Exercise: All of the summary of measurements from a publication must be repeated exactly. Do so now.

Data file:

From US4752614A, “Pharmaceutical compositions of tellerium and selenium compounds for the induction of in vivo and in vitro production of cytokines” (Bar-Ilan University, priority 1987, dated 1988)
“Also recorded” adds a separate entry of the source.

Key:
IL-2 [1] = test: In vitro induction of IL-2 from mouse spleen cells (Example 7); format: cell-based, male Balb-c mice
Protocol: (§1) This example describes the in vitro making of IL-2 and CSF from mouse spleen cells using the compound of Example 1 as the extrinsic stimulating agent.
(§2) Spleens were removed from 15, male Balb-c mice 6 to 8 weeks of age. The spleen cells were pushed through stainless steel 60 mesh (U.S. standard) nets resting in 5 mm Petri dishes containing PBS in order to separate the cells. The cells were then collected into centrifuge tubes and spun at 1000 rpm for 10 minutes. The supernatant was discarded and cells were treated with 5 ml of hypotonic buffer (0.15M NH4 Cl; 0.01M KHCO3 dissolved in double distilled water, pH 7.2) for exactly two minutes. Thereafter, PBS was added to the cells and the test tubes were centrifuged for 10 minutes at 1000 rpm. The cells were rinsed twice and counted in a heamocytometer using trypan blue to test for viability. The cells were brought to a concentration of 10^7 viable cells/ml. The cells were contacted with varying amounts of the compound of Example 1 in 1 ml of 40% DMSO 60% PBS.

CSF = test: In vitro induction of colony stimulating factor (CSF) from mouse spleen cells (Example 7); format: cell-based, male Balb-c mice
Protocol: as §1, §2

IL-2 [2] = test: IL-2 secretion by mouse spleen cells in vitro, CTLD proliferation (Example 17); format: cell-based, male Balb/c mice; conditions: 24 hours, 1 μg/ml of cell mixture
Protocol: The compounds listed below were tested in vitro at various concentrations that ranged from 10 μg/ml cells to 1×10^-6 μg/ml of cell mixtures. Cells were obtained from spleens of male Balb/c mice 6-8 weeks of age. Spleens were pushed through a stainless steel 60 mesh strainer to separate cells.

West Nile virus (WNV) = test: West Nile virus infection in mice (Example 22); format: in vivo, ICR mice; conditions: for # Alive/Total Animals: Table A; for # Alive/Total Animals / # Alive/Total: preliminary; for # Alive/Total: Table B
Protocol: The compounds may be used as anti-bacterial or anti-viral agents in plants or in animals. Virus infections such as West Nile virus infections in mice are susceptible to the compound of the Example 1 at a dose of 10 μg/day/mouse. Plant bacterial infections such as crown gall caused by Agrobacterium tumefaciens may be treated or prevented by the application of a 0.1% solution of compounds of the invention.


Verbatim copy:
From US4752614A, “Pharmaceutical compositions of tellerium and selenium compounds for the induction of in vivo and in vitro production of cytokines” (Bar-Ilan University, priority 1987, dated 1988)
“Also recorded” adds a separate entry of the source.

Key:
IL-2 [1] = test: In vitro induction of IL-2 from mouse spleen cells (Example 7); format: cell-based, male Balb-c mice
Protocol: (§1) This example describes the in vitro making of IL-2 and CSF from mouse spleen cells using the compound of Example 1 as the extrinsic stimulating agent.
(§2) Spleens were removed from 15, male Balb-c mice 6 to 8 weeks of age. The spleen cells were pushed through stainless steel 60 mesh (U.S. standard) nets resting in 5 mm Petri dishes containing PBS in order to separate the cells. The cells were then collected into centrifuge tubes and spun at 1000 rpm for 10 minutes. The supernatant was discarded and cells were treated with 5 ml of hypotonic buffer (0.15M NH4 Cl; 0.01M KHCO3 dissolved in double distilled water, pH 7.2) for exactly two minutes. Thereafter, PBS was added to the cells and the test tubes were centrifuged for 10 minutes at 1000 rpm. The cells were rinsed twice and counted in a heamocytometer using trypan blue to test for viability. The cells were brought to a concentration of 10^7 viable cells/ml. The cells were contacted with varying amounts of the compound of Example 1 in 1 ml of 40% DMSO 60% PBS.

CSF = test: In vitro induction of colony stimulating factor (CSF) from mouse spleen cells (Example 7); format: cell-based, male Balb-c mice
Protocol: as §1, §2

IL-2 [2] = test: IL-2 secretion by mouse spleen cells in vitro, CTLD proliferation (Example 17); format: cell-based, male Balb/c mice; conditions: 24 hours, 1 μg/ml of cell mixture
Protocol: The compounds listed below were tested in vitro at various concentrations that ranged from 10 μg/ml cells to 1×10^-6 μg/ml of cell mixtures. Cells were obtained from spleens of male Balb/c mice 6-8 weeks of age. Spleens were pushed through a stainless steel 60 mesh strainer to separate cells.

West Nile virus (WNV) = test: West Nile virus infection in mice (Example 22); format: in vivo, ICR mice; conditions: for # Alive/Total Animals: Table A; for # Alive/Total Animals / # Alive/Total: preliminary; for # Alive/Total: Table B
Protocol: The compounds may be used as anti-bacterial or anti-viral agents in plants or in animals. Virus infections such as West Nile virus infections in mice are susceptible to the compound of the Example 1 at a dose of 10 μg/day/mouse. Plant bacterial infections such as crown gall caused by Agrobacterium tumefaciens may be treated or prevented by the application of a 0.1% solution of compounds of the invention.